Social media has changed the marketing game forever. Online word of mouth and the powerful influence of peer groups have already made many traditional business strategies obsolete.  Why? Simply because advertising is less effective at influencing consumers than are the opinions of their peers, making direct-to-consumer marketing messages less valuable each day.  The bottom line is that you must stop pushing your message out and start pulling your customers in. 
Traditional "outbound" marketing methods like cold-calling, email blasts, advertising, and direct mail are increasingly less effective because people are getting better at blocking these interruptions out using Caller ID, spam protection, TiVo, etc. People are now increasingly turning to Google, social media, and blogs to find products, services, and direction. If you're a marketer or business owner, the big question is whether you'll keep up with those changes?   
Need some help navigating this Brave New World?  We’re here to help.  Visit

Monday, 16 November 2009

Social Media | Q&A

What are the most common mistakes brands make when it comes to social media?
Many Marketers suffer from the "me too" syndrome. If a competitor is doing something special, they feel the pressure to do the same -- even if it is out of sync with their brand or their customers. This pressure comes from the marketer's bosses, the social media specialists, the analysts, the advertising agencies and the media.  It is therefore extremely important to recognize that as a brand, you can only participate successfully when you have permission to do so with your customers (or have a way to create that permission). Along those lines, it's important to start with strategy and do something that makes sense for your brand, is in alignment with your business objectives and resonates with your customers.

What's the key difference between Social Media marketing online and via mobile?
Social media marketing can take place on any digital platform or device.   Digital is digital.  However, mobile as a specific platform has the added benefit of increasingly being location-aware.  This allows information to be served to the user with more relevance and context.  On the flip side, mobile platforms don't allow for experiences as rich as others, but it doesn't mean they still can't be immersive and incredibly social avenues.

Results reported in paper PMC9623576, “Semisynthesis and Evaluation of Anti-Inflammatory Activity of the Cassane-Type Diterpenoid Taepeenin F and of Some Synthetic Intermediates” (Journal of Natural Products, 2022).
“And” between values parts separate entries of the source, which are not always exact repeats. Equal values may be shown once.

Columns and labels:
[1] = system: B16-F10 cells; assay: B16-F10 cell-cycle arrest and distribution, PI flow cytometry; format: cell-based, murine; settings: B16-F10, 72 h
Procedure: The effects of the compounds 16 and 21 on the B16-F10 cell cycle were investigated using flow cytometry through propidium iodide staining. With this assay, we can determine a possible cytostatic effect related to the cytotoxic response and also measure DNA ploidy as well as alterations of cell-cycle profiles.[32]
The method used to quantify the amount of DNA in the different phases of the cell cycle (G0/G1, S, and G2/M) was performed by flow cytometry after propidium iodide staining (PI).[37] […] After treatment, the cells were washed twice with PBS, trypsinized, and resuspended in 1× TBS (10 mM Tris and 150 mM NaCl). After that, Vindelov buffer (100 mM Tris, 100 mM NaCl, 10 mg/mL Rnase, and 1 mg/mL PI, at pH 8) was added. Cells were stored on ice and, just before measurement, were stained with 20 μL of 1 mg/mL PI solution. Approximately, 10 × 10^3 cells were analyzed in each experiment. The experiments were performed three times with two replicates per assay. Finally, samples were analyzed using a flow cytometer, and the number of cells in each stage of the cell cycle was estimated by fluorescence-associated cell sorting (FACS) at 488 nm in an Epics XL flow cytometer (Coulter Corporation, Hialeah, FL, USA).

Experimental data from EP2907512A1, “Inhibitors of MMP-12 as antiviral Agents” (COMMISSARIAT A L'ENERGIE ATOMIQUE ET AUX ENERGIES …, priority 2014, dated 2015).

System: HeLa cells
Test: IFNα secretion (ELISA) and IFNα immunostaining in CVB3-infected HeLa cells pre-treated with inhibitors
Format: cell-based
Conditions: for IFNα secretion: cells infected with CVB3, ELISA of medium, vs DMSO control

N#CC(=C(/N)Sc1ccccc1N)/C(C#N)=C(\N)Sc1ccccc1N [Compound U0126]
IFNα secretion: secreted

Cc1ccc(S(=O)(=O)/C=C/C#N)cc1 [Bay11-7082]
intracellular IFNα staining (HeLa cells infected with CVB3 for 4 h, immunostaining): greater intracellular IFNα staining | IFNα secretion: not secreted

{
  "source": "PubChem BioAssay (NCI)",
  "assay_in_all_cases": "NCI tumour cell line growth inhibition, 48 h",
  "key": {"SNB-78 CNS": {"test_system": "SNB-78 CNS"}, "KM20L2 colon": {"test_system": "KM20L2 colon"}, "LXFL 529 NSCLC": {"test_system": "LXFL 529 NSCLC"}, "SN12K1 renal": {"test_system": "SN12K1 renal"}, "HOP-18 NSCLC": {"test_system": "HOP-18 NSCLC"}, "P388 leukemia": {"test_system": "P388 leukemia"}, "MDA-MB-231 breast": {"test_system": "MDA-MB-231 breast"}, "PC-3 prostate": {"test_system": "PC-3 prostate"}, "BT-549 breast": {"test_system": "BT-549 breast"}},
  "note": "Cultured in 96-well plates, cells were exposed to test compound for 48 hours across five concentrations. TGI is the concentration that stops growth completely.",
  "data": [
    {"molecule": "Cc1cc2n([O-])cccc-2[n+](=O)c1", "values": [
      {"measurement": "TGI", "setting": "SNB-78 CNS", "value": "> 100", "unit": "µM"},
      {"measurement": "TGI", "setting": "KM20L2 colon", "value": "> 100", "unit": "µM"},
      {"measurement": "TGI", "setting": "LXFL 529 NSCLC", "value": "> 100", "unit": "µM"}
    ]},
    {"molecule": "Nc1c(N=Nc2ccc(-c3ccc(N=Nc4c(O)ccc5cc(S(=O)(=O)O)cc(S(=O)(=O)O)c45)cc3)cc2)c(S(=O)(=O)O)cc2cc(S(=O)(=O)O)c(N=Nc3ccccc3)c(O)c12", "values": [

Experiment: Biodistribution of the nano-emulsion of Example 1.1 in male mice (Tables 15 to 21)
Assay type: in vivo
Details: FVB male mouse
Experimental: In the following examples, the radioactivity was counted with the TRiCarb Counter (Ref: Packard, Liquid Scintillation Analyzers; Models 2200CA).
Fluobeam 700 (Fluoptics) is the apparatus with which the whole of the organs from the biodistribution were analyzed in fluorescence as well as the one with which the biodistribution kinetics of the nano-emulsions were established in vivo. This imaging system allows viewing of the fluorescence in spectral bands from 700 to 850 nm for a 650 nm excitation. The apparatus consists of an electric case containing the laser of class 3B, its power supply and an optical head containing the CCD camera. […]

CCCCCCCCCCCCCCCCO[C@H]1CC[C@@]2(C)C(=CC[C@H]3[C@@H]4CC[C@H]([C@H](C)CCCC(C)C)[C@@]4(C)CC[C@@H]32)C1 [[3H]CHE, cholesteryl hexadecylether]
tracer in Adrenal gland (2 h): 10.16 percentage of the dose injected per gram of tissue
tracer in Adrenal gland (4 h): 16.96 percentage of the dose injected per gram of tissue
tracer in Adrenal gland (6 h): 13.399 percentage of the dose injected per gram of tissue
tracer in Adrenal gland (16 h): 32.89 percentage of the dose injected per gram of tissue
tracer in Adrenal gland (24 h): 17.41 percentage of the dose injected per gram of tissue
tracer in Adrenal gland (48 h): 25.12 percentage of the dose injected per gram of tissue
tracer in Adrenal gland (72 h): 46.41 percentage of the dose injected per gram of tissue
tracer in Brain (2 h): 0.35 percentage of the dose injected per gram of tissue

Bottom line is that you’ll need to start with a social strategy and then examine how it translates to different platforms and devices -- whether that be your company Web site, a platform like Facebook, or a device like an iPhone or Blackberry. 

Are Facebook and Twitter the only properties that really matter for social media marketing?
Absolutely not! Facebook and Twitter are both certainly the tip of the spear, but I've seen many companies have significant success with the other social platforms, their own community sites and even mobile-specific social solutions. It all depends on your specific business objectives, what your competitors are doing, where your customers are spending their time and how you want to differentiate yourself with what ideas. The blogosphere, for example, cannot be ignored. Bottom line though is that you’ll need to evaluate the various social platforms and select based upon those best positioned to help you achieve your business and marketing objectives.

Is "earned" media more important than paid media in the social realm?
Building authentic relationships that provide meaningful value exchanges with customers, (and especially those customers that influence others), is most important. That can happen in a variety of ways, whether through paid or earned media, or with those efforts working collaboratively. In the social realm, there's nothing better than true engagement between customers and brands.  That said, earned media is more important, although it is hard to always earn the attention, (and that's where paid and even owned media help jump start any engagement.)

Goodbuzz™ encourages you to submit all of your questions.